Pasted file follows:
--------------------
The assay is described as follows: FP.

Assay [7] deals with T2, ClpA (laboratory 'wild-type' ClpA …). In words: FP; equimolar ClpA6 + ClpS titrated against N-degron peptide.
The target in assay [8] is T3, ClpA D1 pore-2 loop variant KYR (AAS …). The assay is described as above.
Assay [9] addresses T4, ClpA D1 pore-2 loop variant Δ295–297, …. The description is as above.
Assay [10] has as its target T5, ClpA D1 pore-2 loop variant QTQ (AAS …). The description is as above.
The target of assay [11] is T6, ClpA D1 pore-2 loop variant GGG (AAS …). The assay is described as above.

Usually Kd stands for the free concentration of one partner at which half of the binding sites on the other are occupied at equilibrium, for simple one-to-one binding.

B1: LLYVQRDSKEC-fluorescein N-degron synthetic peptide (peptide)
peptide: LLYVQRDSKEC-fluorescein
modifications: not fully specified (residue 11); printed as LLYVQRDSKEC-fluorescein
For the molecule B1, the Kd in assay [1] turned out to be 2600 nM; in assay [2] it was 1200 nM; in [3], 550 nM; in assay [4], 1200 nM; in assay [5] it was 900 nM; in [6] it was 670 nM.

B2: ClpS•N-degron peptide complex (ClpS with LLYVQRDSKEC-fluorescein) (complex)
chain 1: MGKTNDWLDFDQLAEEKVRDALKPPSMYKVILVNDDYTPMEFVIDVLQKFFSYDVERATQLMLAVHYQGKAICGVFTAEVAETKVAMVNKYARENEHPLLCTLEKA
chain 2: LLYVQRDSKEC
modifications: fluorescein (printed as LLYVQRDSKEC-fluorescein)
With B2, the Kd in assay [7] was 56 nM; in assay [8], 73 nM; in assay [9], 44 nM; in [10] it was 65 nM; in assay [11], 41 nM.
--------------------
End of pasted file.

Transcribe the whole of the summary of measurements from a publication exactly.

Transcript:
The assay is described as follows: FP.

Assay [7] deals with T2, ClpA (laboratory 'wild-type' ClpA …). In words: FP; equimolar ClpA6 + ClpS titrated against N-degron peptide.
The target in assay [8] is T3, ClpA D1 pore-2 loop variant KYR (AAS …). The assay is described as above.
Assay [9] addresses T4, ClpA D1 pore-2 loop variant Δ295–297, …. The description is as above.
Assay [10] has as its target T5, ClpA D1 pore-2 loop variant QTQ (AAS …). The description is as above.
The target of assay [11] is T6, ClpA D1 pore-2 loop variant GGG (AAS …). The assay is described as above.

Usually Kd stands for the free concentration of one partner at which half of the binding sites on the other are occupied at equilibrium, for simple one-to-one binding.

B1: LLYVQRDSKEC-fluorescein N-degron synthetic peptide (peptide)
peptide: LLYVQRDSKEC-fluorescein
modifications: not fully specified (residue 11); printed as LLYVQRDSKEC-fluorescein
For the molecule B1, the Kd in assay [1] turned out to be 2600 nM; in assay [2] it was 1200 nM; in [3], 550 nM; in assay [4], 1200 nM; in assay [5] it was 900 nM; in [6] it was 670 nM.

B2: ClpS•N-degron peptide complex (ClpS with LLYVQRDSKEC-fluorescein) (complex)
chain 1: MGKTNDWLDFDQLAEEKVRDALKPPSMYKVILVNDDYTPMEFVIDVLQKFFSYDVERATQLMLAVHYQGKAICGVFTAEVAETKVAMVNKYARENEHPLLCTLEKA
chain 2: LLYVQRDSKEC
modifications: fluorescein (printed as LLYVQRDSKEC-fluorescein)
With B2, the Kd in assay [7] was 56 nM; in assay [8], 73 nM; in assay [9], 44 nM; in [10] it was 65 nM; in assay [11], 41 nM.